Predictions for the Workplace Post Pandemic

April 26, 2021 – Coming out of the COVID-19 crisis, everyone knows the world of work will change. Greenwich Harbor Partners has been talking with business leaders across the country about what our new world order of work might be like. Based on these conversations, the search firm brings us inside some changes that we can expect to see in the months ahead.

“The coming year will continue to be a tale of two economies,” said Carrie Pryor, managing director of Greenwich Harbor Partners, following in-depth discussions with clients. Businesses with strong online capabilities or who serve the home or home offices will continue to do well. So will businesses that offer ‘safe’ outdoor activities like golf, boating and gardening. Home repair, home renovation and residential real estate will do well. Businesses which depend on large in-person gatherings such as bars, restaurants, retail, concerts, movies, sports and travel will struggle.”

“However, there is likely to be significant rebound growth in some safe sectors,”  said Ted Pryor, managing director. “Consumers are craving travel and entertainment and there is likely to be some big growth numbers as vaccinations kick in and COVID-19 retreats. However, this may be favor safe travel and entertainment. U.S. destinations are likely to be favored over international. U.K. and Western Europe is likely be favored over more adventurous international destinations. Outdoor sports and entertainment will be preferred over crowded indoor activities.”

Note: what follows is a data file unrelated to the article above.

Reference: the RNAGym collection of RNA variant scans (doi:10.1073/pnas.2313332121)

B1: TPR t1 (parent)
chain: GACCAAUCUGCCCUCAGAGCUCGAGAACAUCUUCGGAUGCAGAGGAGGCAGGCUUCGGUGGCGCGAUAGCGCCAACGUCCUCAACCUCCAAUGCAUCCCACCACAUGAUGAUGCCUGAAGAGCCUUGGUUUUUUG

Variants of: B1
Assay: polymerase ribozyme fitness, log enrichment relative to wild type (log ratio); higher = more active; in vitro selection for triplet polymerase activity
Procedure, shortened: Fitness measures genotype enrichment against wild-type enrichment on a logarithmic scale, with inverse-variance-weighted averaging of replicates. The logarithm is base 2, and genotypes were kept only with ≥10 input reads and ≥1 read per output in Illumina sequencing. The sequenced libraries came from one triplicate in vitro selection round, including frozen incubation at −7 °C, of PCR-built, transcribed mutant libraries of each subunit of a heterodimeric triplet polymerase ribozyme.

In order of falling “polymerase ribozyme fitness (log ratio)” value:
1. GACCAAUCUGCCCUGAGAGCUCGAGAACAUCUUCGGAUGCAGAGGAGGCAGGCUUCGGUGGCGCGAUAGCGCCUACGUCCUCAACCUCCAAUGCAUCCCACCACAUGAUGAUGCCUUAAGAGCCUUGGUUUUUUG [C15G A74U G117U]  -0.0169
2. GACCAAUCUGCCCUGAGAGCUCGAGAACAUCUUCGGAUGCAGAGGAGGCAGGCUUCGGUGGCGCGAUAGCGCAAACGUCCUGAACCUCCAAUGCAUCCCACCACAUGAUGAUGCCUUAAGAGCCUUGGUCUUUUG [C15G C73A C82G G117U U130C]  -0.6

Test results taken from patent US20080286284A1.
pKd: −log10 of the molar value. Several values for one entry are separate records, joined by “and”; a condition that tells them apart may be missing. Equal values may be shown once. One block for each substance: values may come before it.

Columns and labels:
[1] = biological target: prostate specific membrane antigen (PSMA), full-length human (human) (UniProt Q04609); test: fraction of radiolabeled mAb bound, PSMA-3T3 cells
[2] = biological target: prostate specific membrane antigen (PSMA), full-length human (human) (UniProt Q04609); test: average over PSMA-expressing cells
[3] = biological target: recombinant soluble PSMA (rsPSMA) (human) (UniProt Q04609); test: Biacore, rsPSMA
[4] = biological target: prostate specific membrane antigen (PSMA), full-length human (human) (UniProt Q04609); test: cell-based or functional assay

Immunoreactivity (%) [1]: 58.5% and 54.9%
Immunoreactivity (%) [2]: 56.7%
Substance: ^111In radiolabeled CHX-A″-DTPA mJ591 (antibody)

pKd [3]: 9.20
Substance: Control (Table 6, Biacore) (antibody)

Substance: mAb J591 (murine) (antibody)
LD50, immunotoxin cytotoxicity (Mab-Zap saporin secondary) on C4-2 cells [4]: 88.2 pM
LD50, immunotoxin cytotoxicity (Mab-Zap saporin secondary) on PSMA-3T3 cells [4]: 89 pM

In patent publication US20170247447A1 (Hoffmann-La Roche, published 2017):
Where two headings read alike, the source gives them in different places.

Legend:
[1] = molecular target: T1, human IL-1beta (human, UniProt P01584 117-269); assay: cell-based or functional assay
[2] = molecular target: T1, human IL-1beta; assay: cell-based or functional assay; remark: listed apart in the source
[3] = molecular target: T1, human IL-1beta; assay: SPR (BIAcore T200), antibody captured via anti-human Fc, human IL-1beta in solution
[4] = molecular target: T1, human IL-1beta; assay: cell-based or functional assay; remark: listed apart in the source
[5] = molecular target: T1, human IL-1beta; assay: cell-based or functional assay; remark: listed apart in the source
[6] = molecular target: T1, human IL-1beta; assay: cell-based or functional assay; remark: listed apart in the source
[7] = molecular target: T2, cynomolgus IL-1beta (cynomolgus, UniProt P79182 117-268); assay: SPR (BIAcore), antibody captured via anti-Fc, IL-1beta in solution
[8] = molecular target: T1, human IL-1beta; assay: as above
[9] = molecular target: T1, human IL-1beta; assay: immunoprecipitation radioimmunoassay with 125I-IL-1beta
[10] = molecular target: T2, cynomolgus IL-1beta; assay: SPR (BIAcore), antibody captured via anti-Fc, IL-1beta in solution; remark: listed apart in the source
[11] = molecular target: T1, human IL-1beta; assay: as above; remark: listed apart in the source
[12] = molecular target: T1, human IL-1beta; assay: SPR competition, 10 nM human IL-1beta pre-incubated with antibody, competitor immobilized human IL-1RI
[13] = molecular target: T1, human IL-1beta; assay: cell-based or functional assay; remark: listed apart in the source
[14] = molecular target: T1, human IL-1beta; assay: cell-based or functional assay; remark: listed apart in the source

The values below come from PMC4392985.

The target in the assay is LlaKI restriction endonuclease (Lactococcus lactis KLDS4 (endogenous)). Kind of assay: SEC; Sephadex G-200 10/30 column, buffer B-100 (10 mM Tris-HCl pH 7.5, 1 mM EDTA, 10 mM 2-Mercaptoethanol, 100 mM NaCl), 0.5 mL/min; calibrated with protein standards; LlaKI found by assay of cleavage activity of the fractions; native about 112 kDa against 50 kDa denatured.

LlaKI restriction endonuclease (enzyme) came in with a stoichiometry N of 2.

Work is a State of Mind, Not a Location

“Companies will have to adjust to the new reality that many people like working from home, and many job functions allow for a high degree of autonomous remote work,” Ms. Pryor said. “In the future, those who can work from home, probably will work from home, changing the nature of work, office design and recruiting.”

The trend toward remote work expands the geographic footprint for recruiting. “Employees can live further from the office, and this expands the pool of people an employer can consider,” said Mr. Pryor. “This also means employees will be able to shop a larger list of potential employers. Companies are being built from the ground up to allow 100 percent remote work to take advantage of this trend. This was a trend prior to COVID-19 which has accelerated dramatically. This will be a long-term challenge for big cities and a benefit to livable secondary cities.”

Millennials on the Move